Harmful chemicals that aren’t listed as ingredients in e-cigarettes could be present.
According to researchers, e-cigarette aerosols could include approximately 2,000 potentially hazardous compounds.
These substances, according to experts, may increase the health hazards linked with vaping.
They point out that e-cigarette ingredients aren’t strictly regulated, and that some producers may be unaware of what’s in their goods.
Thousands of unidentified chemicals are possibly being ingested by users of e-cigarettes and other vaping devices, according to a recent study. This comes at a time when people are more concerned than ever about what they put in their bodies.
According to a study published last week in the journal Chemical Research in Toxicology that looked at the aerosols produced by the devices, at least six of the almost 2,000 compounds identified were possibly dangerous.
Even though the flavors were not coffee or chocolate, the researchers discovered industrial components and caffeine among the compounds.
According to researchers, the items also created three industrial chemicals, a pesticide, and two flavorings, that have been connected to possible harmful effects and respiratory discomfort.
In a press release, Carsten Prasse, Ph.D., MSc, a study co-author and an assistant professor of environmental health and engineering at Johns Hopkins Whiting School of Engineering in Maryland, said, “More and more young people are using these e-cigarettes, and they need to know what they’re being exposed to.”
“E-cigarette aerosols contain other absolutely uncharacterized compounds that may have health hazards that we aren’t aware of,” Dr. Prasse explained.
Even though they are frequently marketed as being safer than tobacco cigarettes, research has demonstrated that e-cigarettes can harm the heart and lungs.
Prasse’s team attempted to identify all of the chemicals in the aerosols, unlike prior research that sought evidence of chemicals contained in cigarettes.
Four popular products were put to the test: Juul, Blu, Mi-Salt, and Vuse.
A close examination of the substances
The researchers discovered hydrocarbon-like chemicals, which are generally associated with burning but aren’t formed by vaping, according to the researchers.
The researchers pointed out that condensed hydrocarbons produced by smoking are harmful to cigarettes.
According to Dr. Albert Rizzo, FACP, chief medical officer of the American Lung Association, it’s likely that manufacturers aren’t aware of all the chemicals in their goods.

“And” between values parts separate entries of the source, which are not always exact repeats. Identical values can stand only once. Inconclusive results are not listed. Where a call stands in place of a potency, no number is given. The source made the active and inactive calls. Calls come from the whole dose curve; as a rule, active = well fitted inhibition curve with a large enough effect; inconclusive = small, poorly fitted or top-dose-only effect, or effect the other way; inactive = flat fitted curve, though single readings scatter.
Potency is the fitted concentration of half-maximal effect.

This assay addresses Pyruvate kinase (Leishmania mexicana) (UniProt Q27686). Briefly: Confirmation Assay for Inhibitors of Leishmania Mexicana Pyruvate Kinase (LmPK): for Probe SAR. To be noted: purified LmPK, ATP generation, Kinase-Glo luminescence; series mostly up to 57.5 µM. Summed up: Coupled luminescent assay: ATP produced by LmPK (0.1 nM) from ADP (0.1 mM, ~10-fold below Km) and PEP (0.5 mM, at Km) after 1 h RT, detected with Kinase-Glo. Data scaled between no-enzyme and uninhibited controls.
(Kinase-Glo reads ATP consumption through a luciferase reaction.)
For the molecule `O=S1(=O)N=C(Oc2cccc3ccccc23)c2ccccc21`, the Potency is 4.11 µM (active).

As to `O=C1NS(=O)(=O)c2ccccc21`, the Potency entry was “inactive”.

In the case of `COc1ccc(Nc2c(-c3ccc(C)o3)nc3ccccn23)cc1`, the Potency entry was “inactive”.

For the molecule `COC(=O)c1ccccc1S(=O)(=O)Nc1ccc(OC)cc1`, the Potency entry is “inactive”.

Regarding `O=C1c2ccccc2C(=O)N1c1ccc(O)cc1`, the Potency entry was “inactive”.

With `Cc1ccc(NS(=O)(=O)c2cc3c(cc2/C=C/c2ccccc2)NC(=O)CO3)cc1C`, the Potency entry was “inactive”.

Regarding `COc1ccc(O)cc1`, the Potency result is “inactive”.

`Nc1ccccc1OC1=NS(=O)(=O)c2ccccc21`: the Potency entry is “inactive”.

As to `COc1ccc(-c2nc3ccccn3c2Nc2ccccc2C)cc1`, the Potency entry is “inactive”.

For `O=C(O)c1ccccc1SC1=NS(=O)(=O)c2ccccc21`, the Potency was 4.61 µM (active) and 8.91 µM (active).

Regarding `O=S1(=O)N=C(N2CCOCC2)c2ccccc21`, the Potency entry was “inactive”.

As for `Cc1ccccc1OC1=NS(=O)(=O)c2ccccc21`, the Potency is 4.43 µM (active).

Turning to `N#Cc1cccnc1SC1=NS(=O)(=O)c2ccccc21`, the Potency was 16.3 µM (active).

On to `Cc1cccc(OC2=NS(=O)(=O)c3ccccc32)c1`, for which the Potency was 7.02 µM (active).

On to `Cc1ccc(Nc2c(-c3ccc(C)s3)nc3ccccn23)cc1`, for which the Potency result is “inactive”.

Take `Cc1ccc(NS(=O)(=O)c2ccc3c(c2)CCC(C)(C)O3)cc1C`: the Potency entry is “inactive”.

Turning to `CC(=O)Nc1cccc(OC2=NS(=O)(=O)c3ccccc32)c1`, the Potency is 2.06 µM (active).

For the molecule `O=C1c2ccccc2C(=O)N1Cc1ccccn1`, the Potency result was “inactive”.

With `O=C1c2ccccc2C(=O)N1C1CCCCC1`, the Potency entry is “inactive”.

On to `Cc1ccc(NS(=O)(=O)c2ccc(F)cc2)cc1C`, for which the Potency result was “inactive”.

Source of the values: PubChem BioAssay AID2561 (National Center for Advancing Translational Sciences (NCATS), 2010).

“Not only is it plausible, but it’s very likely,” Rizzo remarked. “Many corporations purchase liquid from other industries and then add chemicals — flavorsflavorsflavors — before selling it to the general public. Furthermore, chemical reactions can occur as a result of the chemicals mixing as well as the heating of the liquid by the battery, resulting in additional reactions and increased toxicity.”
The fluids could be essential to the unknown components, according to Dr. Robert Goldberg, a pulmonologist at Providence Mission Hospital in Southern California.
“Studies continue to indicate that smoking e-cigarettes can cause severe lung harm because the liquid in vaping and e-cigarette devices contains other chemicals and substances,” Goldberg explained. “The issue with liquid and e-cigarette aerosols, on the other hand, is that there may be health hazards linked with compounds that we are still learning about.”
“Plus, the chemicals present in e-cigarette liquids are not yet tightly controlled in some cases,” he added.
Laws governing ingredients
E-cigarette makers aren’t required to declare all of their chemicals on product labels, according to Gabriel Nunez, a lab technician at Consumer’s Health Report, which examines the safety of health supplements.
“They are only required to disclose information to the FDA [Food and Drug Administration] about the potential harm and risk of the substances utilized to make their products,” Nunez explained. “The FDA considers many of the hazardous substances, such as artificial flavoring, to be safe. When a substance is cooked to a given temperature, no testing is required to confirm its safety.”
Nunez explained, “This unregulated region of formulation allows the user to employ various substances that become dangerous and active when heated and inhaled.” “Keep in mind that the FDA’s list of safe components was established long before e-cigarettes existed. As a result of this Manufacturers profit from the use of numerous components that become hazardous when heated, such as various hydrocarbon compounds.”
People who are in close proximity to someone who is vaping are likewise at risk.
“The surgeon general has stated unequivocally that secondhand e-cigarette emissions are dangerous to inhale,” Rizzo added. “While much remains to be known about the long-term health effects of these products, the American Lung Association is deeply concerned by the emerging research about e-cigarettes’ impact on the lungs.”